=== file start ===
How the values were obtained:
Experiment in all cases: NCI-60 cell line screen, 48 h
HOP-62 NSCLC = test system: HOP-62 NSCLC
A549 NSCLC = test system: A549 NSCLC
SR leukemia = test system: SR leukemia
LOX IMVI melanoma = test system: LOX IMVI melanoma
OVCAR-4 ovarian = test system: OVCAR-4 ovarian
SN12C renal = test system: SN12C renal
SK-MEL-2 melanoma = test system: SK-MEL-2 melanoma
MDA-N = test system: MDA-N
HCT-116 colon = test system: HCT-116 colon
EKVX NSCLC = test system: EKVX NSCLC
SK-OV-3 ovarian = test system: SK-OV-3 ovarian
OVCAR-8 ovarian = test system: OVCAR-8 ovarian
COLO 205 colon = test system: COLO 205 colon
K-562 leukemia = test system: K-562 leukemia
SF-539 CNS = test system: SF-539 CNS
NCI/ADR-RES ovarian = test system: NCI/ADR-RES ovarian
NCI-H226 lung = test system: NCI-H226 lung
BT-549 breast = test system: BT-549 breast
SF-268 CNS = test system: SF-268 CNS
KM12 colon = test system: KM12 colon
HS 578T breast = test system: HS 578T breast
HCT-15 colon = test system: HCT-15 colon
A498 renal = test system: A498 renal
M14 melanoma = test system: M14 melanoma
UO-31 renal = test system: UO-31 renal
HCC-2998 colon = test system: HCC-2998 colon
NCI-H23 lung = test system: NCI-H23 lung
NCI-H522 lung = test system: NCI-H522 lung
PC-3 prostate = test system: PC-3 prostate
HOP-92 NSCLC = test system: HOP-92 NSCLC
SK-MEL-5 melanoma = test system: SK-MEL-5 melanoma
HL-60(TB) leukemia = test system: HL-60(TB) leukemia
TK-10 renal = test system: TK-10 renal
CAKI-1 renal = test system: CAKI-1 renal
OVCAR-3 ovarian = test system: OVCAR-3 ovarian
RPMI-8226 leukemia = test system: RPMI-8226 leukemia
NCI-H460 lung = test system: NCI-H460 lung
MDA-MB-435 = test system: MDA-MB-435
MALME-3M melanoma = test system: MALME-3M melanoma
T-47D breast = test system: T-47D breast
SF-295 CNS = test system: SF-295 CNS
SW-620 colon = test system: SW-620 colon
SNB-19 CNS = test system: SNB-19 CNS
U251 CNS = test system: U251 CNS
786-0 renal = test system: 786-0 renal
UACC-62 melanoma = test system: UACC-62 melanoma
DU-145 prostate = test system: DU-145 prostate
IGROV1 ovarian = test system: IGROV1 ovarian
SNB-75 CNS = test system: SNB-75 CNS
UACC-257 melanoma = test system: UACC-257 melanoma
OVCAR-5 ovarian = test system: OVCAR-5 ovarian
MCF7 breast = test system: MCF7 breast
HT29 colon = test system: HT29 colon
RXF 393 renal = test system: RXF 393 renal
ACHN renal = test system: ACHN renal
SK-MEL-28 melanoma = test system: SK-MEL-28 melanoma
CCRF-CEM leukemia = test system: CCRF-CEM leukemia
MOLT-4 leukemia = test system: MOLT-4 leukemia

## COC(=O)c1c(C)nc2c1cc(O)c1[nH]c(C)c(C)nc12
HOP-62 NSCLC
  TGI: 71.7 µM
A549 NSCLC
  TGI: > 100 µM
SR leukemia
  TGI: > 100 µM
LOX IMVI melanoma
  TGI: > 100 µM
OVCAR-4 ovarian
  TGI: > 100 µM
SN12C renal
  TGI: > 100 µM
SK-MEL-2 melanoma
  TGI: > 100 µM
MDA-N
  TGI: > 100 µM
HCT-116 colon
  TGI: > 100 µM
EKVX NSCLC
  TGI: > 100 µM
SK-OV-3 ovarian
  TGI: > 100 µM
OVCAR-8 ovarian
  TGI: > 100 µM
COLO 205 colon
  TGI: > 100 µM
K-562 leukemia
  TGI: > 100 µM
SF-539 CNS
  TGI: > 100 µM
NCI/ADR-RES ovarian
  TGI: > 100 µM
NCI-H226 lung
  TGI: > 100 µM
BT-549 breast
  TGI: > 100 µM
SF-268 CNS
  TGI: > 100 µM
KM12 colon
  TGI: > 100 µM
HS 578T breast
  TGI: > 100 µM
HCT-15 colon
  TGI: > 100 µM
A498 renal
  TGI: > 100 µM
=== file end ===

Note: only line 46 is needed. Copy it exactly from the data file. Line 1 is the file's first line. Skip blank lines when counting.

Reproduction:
U251 CNS = test system: U251 CNS